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Classical Editor: Rob Barnett

 

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Robert SIMPSON (1921-1997)
Symphony No. 3 (1962) [30:54]
Clarinet Quintet (1968) [34:23]
London Symphony Orchestra/Jascha Horenstein
Bernard Walton (clarinet)/Aeolian String Quartet
rec. Barking Assembly Hall, 5 June 1970 (symphony); Christ Church, Chelsea, 6 August 1970 (quintet). ADD
O
riginally released on Unicorn-Kanchana LPs then reissued on CD Unicorn-Kanchana UKCD2028
NMC ANCORA D109 [65:44]

 

 

By the time of his death in 1997 Simpson had the satisfaction of seeing most of his music commercially recorded by Hyperion. Those discs stand as a reference, a source of stimulation and challenge, a constant in the catalogue. Let’s not forget though that he had a discography, albeit meagre, before Hyperion began their odyssey with his scores.

This CD picks up part of that early legacy and presents it in all its pioneering freshness. Let’s also remember the other recordings. Pearl GEM0023 preserves the Element Quartet’s pioneering work for the first three quartets. Unicorn LP UNS234 included both the clarinet quintet recorded here as well as Simpson’s first string quartet. I am sure that there was also an LP of some of his piano music on Trax but that came towards the end of the 1970s. There was also a speckle of brass band or brass ensemble pieces on a miscellany of labels including RCA (James Stobart).

Boult and the London Philharmonic Orchestra took the First Symphony into the studio for EMI and this was issued in 1956 as His Master's Voice BLP 1092. It was reissued on LP with Fricker’s Second on HMV 20 Series HQM 1010. The Simpson, Fricker and Orr's Symphony in One Movement are available now on EMI Classics’ 7243 5 75789 2 9 (see review).

The Third of Simpson’s eleven symphonies was commissioned by the CBSO, presumably as part of the Feeney Trust scheme. It was dedicated to a composer Simpson had championed during his time as a senior producer at the BBC. It was at his instigation and through his tenacity that all thirty-two of Havergal Brian’s symphonies were recorded in concert or in the studio. All were broadcast. That he managed to persuade the conductors Leopold Stokowski, Adrian Boult, Vernon Handley, John Poole, Leslie Head, Ole Schmidt, Harry Newstone, Stanley Pope, Myer Fredman, John Canarina, Charles Mackerras, Lionel Friend and Brian Fayrfax to mount performances over two decades is remarkable.

The Third Symphony is as unrelentingly serious as all his symphonies. It is airily touched with the benign influence of Carl Nielsen whom Simpson had also championed in the dark days of the 1960s. Simpson published in 1965 a joint study of Nielsen and Sibelius. The Unicorn recording is not as open and sweet as it might be for the strings but it is grippingly real in the case of the brass which register with as much presence as they do in the Nielsen cycle which Simpson, Bob Auger and Ole Schmidt were to tackle with the same orchestra during the early 1970s. This is a work that pipes up in dank Bosch-like realms. It protests with unalloyed vehemence and squares up pugnaciously to inimical forces. Seemingly out-faced by the first movement’s belligerence the second of the two movements is initially hesitant but with wisps of lyrical address from the clarinet (4:05). This gradually develops a tempestuous unruly energy (10:42) with Nielsen’s wheezing village bands goaded into flight, without peace, without respite.  There is an explosion of deafening force at 12:10 and this raps out with the sort of electric discharge you might find if you married Beethoven 7 with Nielsen 4. What amounts to a suddenly becalmed epilogue of two or so minutes ends on a peaceful pedal point fading into niente. It still seems to me almost grafted on.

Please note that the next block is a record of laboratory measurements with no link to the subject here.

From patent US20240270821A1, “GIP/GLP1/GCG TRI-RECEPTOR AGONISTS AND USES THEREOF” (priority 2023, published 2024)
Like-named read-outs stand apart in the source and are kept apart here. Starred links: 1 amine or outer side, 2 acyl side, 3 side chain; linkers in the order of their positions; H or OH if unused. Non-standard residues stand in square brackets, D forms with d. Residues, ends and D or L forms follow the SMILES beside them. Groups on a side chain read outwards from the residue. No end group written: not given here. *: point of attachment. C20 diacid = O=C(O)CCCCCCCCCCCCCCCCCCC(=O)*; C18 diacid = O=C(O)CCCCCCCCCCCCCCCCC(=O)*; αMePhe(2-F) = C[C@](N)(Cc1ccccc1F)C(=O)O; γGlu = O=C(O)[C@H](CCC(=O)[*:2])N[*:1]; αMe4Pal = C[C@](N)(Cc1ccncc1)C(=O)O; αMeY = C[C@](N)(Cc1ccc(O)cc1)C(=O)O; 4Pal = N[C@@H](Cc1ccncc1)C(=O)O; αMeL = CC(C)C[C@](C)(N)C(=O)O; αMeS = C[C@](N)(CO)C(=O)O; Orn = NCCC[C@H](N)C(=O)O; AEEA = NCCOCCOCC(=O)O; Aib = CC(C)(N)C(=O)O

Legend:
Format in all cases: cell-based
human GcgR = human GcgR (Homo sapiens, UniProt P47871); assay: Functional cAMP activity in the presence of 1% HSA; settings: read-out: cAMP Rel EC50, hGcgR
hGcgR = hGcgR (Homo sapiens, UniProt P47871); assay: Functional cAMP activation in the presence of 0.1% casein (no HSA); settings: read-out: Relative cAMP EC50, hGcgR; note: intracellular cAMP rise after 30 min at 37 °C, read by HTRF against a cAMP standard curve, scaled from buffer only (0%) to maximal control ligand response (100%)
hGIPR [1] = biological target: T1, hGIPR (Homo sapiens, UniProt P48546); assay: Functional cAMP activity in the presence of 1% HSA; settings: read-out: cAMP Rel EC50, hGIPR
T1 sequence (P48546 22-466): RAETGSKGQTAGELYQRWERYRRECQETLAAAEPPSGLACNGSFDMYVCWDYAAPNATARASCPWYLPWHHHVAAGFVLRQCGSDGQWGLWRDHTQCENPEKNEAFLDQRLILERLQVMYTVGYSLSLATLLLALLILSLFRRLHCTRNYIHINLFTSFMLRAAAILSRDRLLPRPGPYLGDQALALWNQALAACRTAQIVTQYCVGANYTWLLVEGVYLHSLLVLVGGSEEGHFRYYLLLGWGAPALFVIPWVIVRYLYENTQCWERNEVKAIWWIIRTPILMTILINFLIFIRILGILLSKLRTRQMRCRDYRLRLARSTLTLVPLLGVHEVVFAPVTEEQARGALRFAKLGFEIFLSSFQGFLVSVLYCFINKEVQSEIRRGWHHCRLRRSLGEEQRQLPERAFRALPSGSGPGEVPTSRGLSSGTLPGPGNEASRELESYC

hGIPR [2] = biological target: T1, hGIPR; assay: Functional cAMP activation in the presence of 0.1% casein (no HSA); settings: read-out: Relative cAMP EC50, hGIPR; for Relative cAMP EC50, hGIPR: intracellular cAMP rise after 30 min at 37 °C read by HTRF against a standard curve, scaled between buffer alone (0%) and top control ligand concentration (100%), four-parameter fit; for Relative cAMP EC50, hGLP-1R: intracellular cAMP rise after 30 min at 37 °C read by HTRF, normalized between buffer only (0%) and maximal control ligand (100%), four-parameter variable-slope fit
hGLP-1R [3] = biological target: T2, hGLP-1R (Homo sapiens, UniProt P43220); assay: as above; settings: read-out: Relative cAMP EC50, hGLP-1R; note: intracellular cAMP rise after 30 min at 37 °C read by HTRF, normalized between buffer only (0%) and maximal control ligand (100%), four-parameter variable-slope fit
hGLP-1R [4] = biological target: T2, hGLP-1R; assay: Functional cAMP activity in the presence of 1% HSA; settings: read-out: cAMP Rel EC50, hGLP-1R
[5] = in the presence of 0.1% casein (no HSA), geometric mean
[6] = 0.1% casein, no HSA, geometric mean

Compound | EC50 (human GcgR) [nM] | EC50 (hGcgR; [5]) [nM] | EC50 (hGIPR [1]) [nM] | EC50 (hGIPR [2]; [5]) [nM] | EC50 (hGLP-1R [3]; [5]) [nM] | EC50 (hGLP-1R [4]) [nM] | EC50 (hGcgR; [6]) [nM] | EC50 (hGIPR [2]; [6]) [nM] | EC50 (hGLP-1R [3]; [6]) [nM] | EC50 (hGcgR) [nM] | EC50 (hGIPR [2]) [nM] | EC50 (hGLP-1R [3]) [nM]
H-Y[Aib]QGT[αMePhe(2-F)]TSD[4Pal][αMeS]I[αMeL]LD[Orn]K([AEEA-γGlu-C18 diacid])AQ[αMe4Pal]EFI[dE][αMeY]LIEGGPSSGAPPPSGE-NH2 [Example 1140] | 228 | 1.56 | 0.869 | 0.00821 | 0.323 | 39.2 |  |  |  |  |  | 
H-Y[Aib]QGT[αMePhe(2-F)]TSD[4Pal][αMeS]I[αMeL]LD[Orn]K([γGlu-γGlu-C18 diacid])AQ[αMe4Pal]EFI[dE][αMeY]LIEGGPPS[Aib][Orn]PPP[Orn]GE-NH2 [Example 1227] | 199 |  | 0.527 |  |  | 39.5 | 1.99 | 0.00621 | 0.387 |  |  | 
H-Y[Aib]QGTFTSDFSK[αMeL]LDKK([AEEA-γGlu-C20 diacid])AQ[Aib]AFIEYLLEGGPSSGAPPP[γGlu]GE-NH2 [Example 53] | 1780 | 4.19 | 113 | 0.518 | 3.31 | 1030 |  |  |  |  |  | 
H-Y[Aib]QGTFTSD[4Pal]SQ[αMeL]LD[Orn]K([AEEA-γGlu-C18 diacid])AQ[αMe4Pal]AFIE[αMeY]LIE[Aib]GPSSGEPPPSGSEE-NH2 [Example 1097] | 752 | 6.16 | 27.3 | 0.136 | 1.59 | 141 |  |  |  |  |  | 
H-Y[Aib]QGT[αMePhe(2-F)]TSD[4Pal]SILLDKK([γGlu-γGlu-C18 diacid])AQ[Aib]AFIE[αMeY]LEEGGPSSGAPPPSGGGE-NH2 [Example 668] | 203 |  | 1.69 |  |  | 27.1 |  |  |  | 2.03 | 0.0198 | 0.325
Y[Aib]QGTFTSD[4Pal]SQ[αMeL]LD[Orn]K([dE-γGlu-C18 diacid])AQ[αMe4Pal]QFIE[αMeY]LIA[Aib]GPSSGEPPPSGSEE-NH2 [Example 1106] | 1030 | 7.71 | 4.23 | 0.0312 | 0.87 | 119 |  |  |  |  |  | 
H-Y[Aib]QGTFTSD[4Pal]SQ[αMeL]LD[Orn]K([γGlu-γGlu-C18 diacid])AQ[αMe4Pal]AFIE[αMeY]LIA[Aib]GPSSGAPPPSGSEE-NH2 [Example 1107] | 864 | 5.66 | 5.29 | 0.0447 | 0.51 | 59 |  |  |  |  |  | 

The 1968 Clarinet Quintet dates from six years after the Third Symphony. It is more accommodating of Webernian dissonance entwined around a core of gestures that in fragment recall the Nielsen Clarinet Concerto. Only in the finale does something approaching a lightness of being provide contrast. Between the Symphony and the Quintet there were comparatively few works. These were Simpson’s busy BBC years.  In fact five years of silence divide the cinderella Piano Concerto of 1967 from the Symphony. Three year after the Quintet came two talismanic works. The brass band piece Energy (1971) links with the star-burst explosions of power that run through his music. In this respect Simpson recalls the chiselled thunderstorms of the Andrzej Panufnik symphonies also often flanked by whispered meditations. The massive - and later revised - Fourth Symphony (1972) picks up on his Beethovenian idée fixe later continued into a consecutive sequence of three of the string quartets. Only George Rochberg has coasted as close in his quartets. All of these works can be seen as laying the path towards the tumultuous Fifth Symphony.

Hugh Ottaway’s notes are too musicologically dense for me - thickets of technical analysis. On the other hand Martin Anderson - whose Toccata label has just issued the Tovey symphony - provides the perfect biographical outline.

This is a valuable document of the world’s earliest awakening to Simpson’s distinctive and completely genuine voice but you will have to come to Simpson on his terms. He is not going to do anything as obvious as to pander to the listener. The closest he comes to this is in the finale of the Quintet where a Haydn-like graciousness passes by with a benign smile.

Rob Barnett

Link to Robert Simpson website

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